This double co-release distributed by Amputated Vein recs concerns a limited edition CD representing the comeback on the long distance of Costa Rica's four-piece (not to be confused with the countless bands with the same monicker from around the globe).
The 8 songs were recorded in San Jose's Marcos Monnerat's studio and later mastered at Formation Audio and the artwork brought to my memory Obliveon's "From This Day Forward".
The lyrics deal with an invasion of alien parasites, psychotic fury turning a person into a bloodletting demon, Jesus on the cross before believers holding their crucifixes, mankind's depopulation and sterilization, hungry ghosts, Americans against intruders, a beggars' chalice, stabbing to death for revenge; just for the record, the ones from the closing track are absolutely the best lyrics you will find here, guaranteed!
The bludgeoning starts with the title track displaying hateful vocals, fast, tight and clinical drumming where blastbeats are alternated with never boring patterns and the guitar follows without being as crushing as in other Death Metal colleagues' albums; there is time for a scorching solo before a vicious break, which is technical but original, so distant from James Murphy's and the likes, while the finalè, similarly to the beginning is a fugue where the bass duets with the guitar: it never remains alone, it is mixed higher here, therefore it's not a bass solo per se, but this instrument is used to embellish and emphasize a few passages and the playing style defintely attracts your attention. I'm not sure if Carlos is actually slapping, yet from the way and speed he's mistreating the strings, I'm almost sure he's using his fingers and not a plectrum.
If you need comparisons, Inhuman sound like a less primitive and more skillful version of Krisiun, Rebaelliun and the likes drumwise, yet a few demonic vocals in "Soulless Dead Eyes" can remind of Deicide, and a few riffs are more Thrash than the rest; there are also some clean vocals, and that confirms that in the end there is a lot of inventiveness distancing them from the average in this song where the drummer is the protagonist. The song is accompanied by an official video available here: https://www.youtube.com/watch?v=3crJQAbvmnQ
The unmerciful "Hold Your Crucifix" blends classy riffing and brutal hammering drumming, adding a few Dying Fetus-like structures, Steve DiGiorgioesque bass patterns before the guitar solo, some breathtaking drum passages before the Dying Fetus-influenced structures are repeated; the groovy "Extermination by Depopulation" is a twisted song rich in variations more intense than the ones given by the most extreme rollercoasters available in the world's amusement parks; decidedly one of the platter's highlights; great performance by the drummer and the bass player and precise riffing to chisel the different tunes of the track. Un-fucking-believable is the axe solo, I'm so glad I got my hands on this CD, because it keeps delivering so many pleasant surprises.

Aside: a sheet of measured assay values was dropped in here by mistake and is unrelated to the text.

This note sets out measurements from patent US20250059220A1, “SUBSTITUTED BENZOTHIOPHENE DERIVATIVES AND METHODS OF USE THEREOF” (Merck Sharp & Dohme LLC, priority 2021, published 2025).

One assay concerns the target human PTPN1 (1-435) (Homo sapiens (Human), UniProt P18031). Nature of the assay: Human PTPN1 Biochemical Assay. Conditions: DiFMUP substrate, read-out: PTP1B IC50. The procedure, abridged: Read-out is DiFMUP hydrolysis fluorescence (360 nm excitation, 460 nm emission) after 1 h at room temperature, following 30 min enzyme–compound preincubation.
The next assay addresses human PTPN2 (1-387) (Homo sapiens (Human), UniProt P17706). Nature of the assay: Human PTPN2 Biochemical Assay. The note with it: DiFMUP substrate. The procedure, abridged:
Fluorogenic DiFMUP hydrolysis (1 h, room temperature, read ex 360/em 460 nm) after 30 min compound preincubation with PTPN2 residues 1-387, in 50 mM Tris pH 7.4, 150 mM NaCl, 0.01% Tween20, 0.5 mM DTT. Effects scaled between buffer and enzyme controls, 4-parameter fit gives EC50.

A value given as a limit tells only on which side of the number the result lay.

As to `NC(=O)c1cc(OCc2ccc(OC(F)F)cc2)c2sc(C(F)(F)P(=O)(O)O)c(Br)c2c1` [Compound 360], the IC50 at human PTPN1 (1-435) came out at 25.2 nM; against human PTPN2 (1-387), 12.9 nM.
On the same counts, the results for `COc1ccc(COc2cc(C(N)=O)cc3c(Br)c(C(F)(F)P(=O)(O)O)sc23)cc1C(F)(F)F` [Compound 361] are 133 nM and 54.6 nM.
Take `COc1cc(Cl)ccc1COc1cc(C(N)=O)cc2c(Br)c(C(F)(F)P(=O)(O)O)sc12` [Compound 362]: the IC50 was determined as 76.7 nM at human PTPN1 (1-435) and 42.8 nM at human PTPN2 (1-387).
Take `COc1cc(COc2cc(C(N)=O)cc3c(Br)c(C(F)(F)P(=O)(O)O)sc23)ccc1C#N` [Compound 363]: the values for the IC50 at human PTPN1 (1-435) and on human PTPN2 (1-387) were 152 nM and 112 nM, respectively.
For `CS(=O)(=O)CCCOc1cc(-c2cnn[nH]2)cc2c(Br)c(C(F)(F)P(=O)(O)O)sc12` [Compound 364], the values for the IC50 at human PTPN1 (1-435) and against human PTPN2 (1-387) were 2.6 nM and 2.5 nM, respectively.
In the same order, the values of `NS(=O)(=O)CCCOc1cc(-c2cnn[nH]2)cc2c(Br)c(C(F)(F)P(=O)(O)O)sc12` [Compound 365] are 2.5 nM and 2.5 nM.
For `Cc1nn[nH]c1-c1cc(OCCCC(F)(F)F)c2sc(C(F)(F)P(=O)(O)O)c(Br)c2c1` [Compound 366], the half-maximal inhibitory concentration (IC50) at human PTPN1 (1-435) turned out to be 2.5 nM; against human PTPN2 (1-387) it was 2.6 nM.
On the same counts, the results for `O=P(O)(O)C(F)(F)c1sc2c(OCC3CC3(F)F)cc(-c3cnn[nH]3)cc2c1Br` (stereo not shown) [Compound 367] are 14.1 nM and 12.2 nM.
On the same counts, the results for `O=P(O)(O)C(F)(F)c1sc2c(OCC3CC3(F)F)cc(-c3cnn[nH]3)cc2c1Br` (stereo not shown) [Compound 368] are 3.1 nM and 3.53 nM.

Another example of why this Central-American is so unique (and so far underrated) comes from the brief "Feed on Human Flesh", where controlled breaks are inserted before a Slayer-styled machinegun guitar solo; from the groovier "America Rises", where Progressive patterns are followed by arrangements in the vein of Meshuggah, and where Dying Fetus meet Six Feet Under and bassist Carlos keeps on making wonders withi his winding style, to "The Chalice" where two guitar solos, bass acrobacies and Sergio's soul-vomiting vocals leave no space to rest, showing traits in common with Revenge's or Angelcorpse's; here ultra-fast dynamite drumming comes before a series of axe solos, less violent than the others, yet penetrating and fit for the context.
With the conclusive "Stabbed to Death" we meet music parts of Suffocation ascendency, an insane axe solo paving the way to another one-person show with guitar player Jonathan tapping and recurring to other techniques.
Every song has its own individuality, a rarity in Death Metal, and every song contains peculiarities that make it memorable; not all of the tracks are destined to become classics, but all of them are destined to sound fresh in the long run, even if they're not so short; this is because they come from dedicated musicians that have zero pressure from the label and are at the apex of their inspiration and confidence.
I don't know if Inhuman will find another drummer as clever and smart as Eduardo, he really knew what to do all of the times and he knew what was the most suitable thing to play in every passage. It's a pity he passed away so young; I often think the best leave us too early...
Despite this loss, Eduardo and the other three bandmates leave us a portfolio of compositions that does what we fanatics of bestial technical Death Metal want it to, that is pummeling drum work, biting gritty guitar riffing and solos, earth shaking bass lines and vocals that will make Deathcore bands scurry away like frightened vermin.